In the middle of winter when fogs and rains most abound, (the Niatirbians) have a great festival called Exmas, and for 50 days they prepare for it (in the manner which is called,) in their barbarian speech, the Exmas Rush. When the day of the festival comes, most of the citizens, being exhausted from the (frenzies of the) Rush, lie in bed till noon. But in the evening they eat five times as much as on other days, and crowning themselves with crowns of paper, they become intoxicated. And on the day after Exmas, they are very grave, being internally disordered by the supper and the drinking and the reckoning of how much they have spent on gifts and on the wine. (Now a) few among the Niatirbians have also a festival, separate and to themselves, called Crissmas, which is on the same day as Exmas...Niatirb? Lewis is writing about Britain, of course.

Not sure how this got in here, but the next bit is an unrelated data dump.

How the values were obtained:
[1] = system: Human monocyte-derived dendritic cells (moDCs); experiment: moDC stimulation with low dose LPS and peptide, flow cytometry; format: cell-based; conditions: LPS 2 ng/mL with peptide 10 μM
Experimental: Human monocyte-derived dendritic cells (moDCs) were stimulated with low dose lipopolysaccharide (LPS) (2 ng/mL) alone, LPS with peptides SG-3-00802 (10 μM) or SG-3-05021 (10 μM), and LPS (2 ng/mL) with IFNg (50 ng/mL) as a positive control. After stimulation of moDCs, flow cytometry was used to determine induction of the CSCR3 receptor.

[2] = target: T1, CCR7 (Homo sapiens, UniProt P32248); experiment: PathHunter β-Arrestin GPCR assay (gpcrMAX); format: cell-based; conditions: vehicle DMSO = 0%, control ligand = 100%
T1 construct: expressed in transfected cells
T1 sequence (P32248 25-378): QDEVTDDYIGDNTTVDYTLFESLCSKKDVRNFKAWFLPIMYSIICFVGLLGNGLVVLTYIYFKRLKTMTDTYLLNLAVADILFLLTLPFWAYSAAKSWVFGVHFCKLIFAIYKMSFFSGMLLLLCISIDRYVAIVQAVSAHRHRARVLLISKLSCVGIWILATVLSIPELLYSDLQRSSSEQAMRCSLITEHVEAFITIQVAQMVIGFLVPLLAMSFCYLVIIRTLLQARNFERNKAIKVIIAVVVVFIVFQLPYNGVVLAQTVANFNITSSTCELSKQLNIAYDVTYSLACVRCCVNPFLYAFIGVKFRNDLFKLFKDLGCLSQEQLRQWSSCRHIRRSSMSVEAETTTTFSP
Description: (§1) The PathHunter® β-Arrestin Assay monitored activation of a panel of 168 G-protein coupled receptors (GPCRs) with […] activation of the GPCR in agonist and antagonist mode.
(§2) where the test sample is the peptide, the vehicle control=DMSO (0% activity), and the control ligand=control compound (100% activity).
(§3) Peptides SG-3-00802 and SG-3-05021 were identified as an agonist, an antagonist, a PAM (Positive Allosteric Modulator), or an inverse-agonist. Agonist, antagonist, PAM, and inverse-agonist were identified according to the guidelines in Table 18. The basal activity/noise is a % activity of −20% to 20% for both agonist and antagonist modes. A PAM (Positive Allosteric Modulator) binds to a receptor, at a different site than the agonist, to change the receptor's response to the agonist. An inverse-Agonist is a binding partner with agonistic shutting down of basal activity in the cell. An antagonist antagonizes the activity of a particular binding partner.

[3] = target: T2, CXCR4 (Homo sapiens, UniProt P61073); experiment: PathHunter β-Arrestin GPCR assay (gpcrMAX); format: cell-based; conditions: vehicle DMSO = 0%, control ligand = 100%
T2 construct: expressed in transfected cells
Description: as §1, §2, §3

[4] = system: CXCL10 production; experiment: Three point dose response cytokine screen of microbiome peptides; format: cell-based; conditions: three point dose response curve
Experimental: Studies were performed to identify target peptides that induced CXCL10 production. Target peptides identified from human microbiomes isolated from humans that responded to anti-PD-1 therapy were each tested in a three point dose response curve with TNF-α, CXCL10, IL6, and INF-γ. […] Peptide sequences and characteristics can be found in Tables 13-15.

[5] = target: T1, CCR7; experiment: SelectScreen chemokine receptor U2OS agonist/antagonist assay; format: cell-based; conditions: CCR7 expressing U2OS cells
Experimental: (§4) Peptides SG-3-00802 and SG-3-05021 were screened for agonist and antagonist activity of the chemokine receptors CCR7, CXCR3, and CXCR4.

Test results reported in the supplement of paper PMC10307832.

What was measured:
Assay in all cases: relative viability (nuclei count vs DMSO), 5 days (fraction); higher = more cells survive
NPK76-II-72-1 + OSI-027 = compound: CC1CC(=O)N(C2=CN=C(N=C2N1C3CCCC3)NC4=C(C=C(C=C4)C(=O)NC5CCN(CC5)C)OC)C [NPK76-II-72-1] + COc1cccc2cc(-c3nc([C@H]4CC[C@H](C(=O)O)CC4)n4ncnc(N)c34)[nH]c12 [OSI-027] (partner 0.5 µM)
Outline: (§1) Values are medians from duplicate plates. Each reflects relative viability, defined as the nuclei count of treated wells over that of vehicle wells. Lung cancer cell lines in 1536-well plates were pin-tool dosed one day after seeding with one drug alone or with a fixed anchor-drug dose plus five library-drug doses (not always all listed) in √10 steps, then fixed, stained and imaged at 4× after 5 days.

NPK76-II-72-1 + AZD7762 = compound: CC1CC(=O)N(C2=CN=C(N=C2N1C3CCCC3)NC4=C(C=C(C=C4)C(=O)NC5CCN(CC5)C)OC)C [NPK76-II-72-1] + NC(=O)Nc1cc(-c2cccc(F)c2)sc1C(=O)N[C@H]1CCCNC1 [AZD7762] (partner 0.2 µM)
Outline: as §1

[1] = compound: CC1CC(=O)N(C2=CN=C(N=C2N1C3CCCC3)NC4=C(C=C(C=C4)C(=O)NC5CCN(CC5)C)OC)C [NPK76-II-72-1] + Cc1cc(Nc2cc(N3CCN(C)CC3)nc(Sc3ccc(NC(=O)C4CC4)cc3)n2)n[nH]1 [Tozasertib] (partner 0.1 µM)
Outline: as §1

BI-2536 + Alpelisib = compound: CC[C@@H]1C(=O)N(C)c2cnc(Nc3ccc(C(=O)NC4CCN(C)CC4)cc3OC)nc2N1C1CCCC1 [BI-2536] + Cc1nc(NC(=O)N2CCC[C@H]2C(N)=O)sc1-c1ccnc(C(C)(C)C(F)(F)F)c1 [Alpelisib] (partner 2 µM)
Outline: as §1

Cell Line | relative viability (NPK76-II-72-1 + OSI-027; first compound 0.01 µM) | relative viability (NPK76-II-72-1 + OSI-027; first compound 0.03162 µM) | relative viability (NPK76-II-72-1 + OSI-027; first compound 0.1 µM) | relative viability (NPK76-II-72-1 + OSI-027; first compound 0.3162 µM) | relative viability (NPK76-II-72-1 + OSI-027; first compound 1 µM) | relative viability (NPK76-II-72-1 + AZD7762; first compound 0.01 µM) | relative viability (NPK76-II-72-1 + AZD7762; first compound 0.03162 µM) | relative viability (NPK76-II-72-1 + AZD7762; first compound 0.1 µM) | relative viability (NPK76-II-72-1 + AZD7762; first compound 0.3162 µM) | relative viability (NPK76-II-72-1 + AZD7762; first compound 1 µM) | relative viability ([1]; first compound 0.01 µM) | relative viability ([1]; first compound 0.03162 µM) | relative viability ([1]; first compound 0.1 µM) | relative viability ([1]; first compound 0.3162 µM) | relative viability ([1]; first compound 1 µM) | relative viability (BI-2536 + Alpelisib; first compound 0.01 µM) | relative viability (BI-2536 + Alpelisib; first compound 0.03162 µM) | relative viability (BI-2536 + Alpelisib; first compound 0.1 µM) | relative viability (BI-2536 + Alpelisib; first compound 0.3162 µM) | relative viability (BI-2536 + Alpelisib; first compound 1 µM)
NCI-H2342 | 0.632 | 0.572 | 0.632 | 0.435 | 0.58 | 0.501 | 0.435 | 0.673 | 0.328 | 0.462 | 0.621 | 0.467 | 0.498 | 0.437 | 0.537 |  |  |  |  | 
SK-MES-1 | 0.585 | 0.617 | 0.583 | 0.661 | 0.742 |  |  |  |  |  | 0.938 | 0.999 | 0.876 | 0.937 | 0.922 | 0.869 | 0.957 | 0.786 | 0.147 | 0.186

Wednesday, December 07, 2005
Exmas and Chrissmas
How are your Advent preparations going? If you're feeling under the gun, the Bishop of Denver's recent column might be just the thing. In it, he shares from a C.S. Lewis essay on the the festivals of Exmas and Chrissmas. Lewis himself is merely sharing a lost chapter from Herodotus on the customs of a strange land called Niatirb. Of Niatirb, "Herodotus" writes that: